Robert Santos was confirmed on Thursday as director of the US Census Bureau, becoming the first person of color to become permanent head of the country’s largest statistics agency.
The Senate approved Santos, a third-generation Mexican-American statistician from San Antonio, Texas, to oversee the bureau, which conducts once-every-decade censuses, often described as the largest civilian mobilization in the country, and polls that create information infrastructure of the nation.
The new director has inherited the Census Bureau’s staff who are recovering from the most difficult US census in recent years. Last year, the 2020 census was hampered by the pandemic, natural disasters, delays and attempts at political interference by the Trump administration.
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The pandemic has also disrupted one of the Census Bureau’s most important programs, a one-year survey of the American community that provides a broad picture of the United States on everything from commute to work to educational attainment. Earlier this year, bureau officials announced that the 2020 survey would not be released in its usual format this fall due to data collection issues during the pandemic.
In his new role, the 66-year-old Santos will be responsible for leading the agency as it lays the groundwork for the next census in 2030, as well as collecting the latest releases of data from the 2020 census and overseeing the bureau’s other programs.
During his confirmation hearing, Santos told Senators that his passion for dueling is statistics and helping people. He is a former president of the American Statistical Association and vice president and chief methodologist at the Urban Institute.
“The opportunities I had made it possible for me to believe that I had to pay in advance, and I tried to do this every day of my life,” Santos said. “Census Bureau data is helping to weave us together to form a better alliance. Although this is a political position, I am not a politician. “
Santos’ predecessor, Stephen Dillingham, stepped down last January in the midst of processing data for the 2020 census, facing criticism for agreeing to President Donald Trump’s demand for citizenship information at the expense of data quality.
Bureau staff were under significant pressure from two of Trump’s political appointees to find out who is illegally in the U.S. using federal and state administrative records, and Dillingham, also appointed by Trump, set a deadline for the bureau’s statisticians to provide him with a technical report on the effort. , according to the Office of the Inspector General. Efforts to collect citizenship information were discontinued shortly thereafter.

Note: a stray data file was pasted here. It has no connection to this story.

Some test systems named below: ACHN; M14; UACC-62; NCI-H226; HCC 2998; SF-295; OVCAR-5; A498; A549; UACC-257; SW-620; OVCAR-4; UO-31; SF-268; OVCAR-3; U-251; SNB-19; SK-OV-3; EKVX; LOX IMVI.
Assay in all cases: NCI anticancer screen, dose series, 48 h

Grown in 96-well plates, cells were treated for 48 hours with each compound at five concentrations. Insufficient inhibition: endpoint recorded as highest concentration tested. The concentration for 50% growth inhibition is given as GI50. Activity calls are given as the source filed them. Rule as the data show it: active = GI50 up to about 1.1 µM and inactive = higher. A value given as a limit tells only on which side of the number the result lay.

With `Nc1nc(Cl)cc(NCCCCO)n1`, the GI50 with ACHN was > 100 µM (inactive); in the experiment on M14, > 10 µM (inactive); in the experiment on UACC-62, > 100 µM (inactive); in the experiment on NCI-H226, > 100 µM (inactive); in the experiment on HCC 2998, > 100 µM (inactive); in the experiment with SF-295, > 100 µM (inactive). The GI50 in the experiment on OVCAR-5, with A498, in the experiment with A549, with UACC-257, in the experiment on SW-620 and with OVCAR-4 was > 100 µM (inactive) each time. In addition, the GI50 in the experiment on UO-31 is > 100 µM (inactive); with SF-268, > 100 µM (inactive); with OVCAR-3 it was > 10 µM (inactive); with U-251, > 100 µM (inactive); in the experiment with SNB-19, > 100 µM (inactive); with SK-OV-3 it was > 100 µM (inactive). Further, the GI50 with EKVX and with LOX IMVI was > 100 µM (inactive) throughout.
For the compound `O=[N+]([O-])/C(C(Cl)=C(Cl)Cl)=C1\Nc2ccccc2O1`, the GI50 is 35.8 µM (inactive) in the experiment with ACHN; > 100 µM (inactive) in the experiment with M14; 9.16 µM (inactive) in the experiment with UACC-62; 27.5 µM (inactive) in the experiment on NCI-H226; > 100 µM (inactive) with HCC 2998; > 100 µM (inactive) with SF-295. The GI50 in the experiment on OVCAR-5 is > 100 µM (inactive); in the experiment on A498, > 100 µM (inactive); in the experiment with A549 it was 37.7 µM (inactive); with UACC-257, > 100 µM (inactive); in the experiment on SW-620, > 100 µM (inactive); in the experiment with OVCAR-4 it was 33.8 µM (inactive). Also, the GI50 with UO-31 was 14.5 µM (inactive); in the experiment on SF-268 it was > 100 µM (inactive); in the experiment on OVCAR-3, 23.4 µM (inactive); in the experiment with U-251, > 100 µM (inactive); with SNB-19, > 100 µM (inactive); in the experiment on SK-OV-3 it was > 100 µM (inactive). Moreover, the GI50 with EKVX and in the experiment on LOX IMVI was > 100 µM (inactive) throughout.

At the time, Dillingham described the events as a misunderstanding and said there were no potential violations of laws or regulations.
During the Dillingham administration, the Trump administration tried unsuccessfully to include citizenship in the 2020 census questionnaire and named a handful of political appointees that statisticians and Democratic lawmakers feared would politicize the vote count of every U.S. citizen every ten years. The president also issued two directives that human rights groups said were part of an effort to stem the participation of minorities and immigrants in the 2020 census.
Following Dillingham’s retirement, the agency’s chief operating officer, Ron Jarmin, temporarily took over as director. Santos will fill Dillingham’s remaining term, which will expire at the end of the year, and then begin a new five-year term.
Following Santos’ approval, Senate Majority Leader Chuck Schumer called him “perfect” for the position.
“This is exactly the person our country needs to monitor our census — an impartial, highly experienced, non-political professional,” Schumer said.
Santos told senators during a contention hearing that the Census Bureau needs more independence and transparency to bolster public confidence in the statistical agency, and that the agency’s staff needs to be nurtured after experiencing a “turbulent 2020.”
The 2020 census faced unprecedented obstacles due to the coronavirus pandemic, as well as wildfires in the West and hurricanes on the Gulf Coast. The pandemic forced the Census Bureau to delay until April the release of the state’s population data, which was used to allocate seats in Congress. The release of data on the redistribution of constituencies used to paint constituencies and legislative districts was delayed until August.
Looking ahead to the next census in 2030, Santos said he would support a proposal that never came to fruition until the last census – combining race and Hispanic issues. Previous Census Bureau study found that this would increase the response rate of Hispanics who may not know how to answer the racial question because they are often of mixed race and ethnicity.
The Ombudsman Office considered combining questions for the 2020 Census, but the Trump administration has decided to separate racial from ethnicity.
“I can use my personal perspective as a Hispanic and I can use my research experience and my leadership position to work with OMB to make sure that this particular issue is given the proper attention,” Santos said.
Santos became the first person of color to be permanently approved as Director of the Census Bureau. James Holmes, African American, was temporarily appointed Acting Director in 1998 following the resignation of Martha Rich.